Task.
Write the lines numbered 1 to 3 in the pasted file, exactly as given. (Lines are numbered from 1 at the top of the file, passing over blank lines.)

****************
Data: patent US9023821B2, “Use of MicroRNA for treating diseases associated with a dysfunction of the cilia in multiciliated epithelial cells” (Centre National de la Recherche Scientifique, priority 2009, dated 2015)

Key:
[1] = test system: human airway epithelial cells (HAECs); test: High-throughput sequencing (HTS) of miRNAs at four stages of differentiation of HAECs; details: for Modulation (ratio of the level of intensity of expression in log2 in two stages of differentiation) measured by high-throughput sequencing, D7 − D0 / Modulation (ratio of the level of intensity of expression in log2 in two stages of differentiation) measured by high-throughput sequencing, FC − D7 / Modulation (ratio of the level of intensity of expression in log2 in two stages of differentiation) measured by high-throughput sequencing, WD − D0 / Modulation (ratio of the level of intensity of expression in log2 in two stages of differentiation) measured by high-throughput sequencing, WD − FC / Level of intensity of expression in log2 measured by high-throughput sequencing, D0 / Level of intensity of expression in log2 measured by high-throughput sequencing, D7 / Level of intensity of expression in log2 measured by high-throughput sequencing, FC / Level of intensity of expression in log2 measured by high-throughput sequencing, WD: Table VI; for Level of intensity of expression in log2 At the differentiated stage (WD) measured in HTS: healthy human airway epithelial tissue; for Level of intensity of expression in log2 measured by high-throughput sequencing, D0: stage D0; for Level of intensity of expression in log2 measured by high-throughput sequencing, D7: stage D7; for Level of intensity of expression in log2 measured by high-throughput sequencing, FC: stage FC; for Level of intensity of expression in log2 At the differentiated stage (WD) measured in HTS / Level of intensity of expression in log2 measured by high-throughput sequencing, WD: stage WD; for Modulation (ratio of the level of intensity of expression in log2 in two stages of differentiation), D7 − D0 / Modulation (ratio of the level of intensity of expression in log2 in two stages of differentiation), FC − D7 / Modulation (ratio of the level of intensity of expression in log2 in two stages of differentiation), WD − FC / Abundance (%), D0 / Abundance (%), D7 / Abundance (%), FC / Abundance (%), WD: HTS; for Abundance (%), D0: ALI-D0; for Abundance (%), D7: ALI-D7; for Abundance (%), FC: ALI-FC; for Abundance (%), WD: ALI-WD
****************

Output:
Data: patent US9023821B2, “Use of MicroRNA for treating diseases associated with a dysfunction of the cilia in multiciliated epithelial cells” (Centre National de la Recherche Scientifique, priority 2009, dated 2015)

Key:
[1] = test system: human airway epithelial cells (HAECs); test: High-throughput sequencing (HTS) of miRNAs at four stages of differentiation of HAECs; details: for Modulation (ratio of the level of intensity of expression in log2 in two stages of differentiation) measured by high-throughput sequencing, D7 − D0 / Modulation (ratio of the level of intensity of expression in log2 in two stages of differentiation) measured by high-throughput sequencing, FC − D7 / Modulation (ratio of the level of intensity of expression in log2 in two stages of differentiation) measured by high-throughput sequencing, WD − D0 / Modulation (ratio of the level of intensity of expression in log2 in two stages of differentiation) measured by high-throughput sequencing, WD − FC / Level of intensity of expression in log2 measured by high-throughput sequencing, D0 / Level of intensity of expression in log2 measured by high-throughput sequencing, D7 / Level of intensity of expression in log2 measured by high-throughput sequencing, FC / Level of intensity of expression in log2 measured by high-throughput sequencing, WD: Table VI; for Level of intensity of expression in log2 At the differentiated stage (WD) measured in HTS: healthy human airway epithelial tissue; for Level of intensity of expression in log2 measured by high-throughput sequencing, D0: stage D0; for Level of intensity of expression in log2 measured by high-throughput sequencing, D7: stage D7; for Level of intensity of expression in log2 measured by high-throughput sequencing, FC: stage FC; for Level of intensity of expression in log2 At the differentiated stage (WD) measured in HTS / Level of intensity of expression in log2 measured by high-throughput sequencing, WD: stage WD; for Modulation (ratio of the level of intensity of expression in log2 in two stages of differentiation), D7 − D0 / Modulation (ratio of the level of intensity of expression in log2 in two stages of differentiation), FC − D7 / Modulation (ratio of the level of intensity of expression in log2 in two stages of differentiation), WD − FC / Abundance (%), D0 / Abundance (%), D7 / Abundance (%), FC / Abundance (%), WD: HTS; for Abundance (%), D0: ALI-D0; for Abundance (%), D7: ALI-D7; for Abundance (%), FC: ALI-FC; for Abundance (%), WD: ALI-WD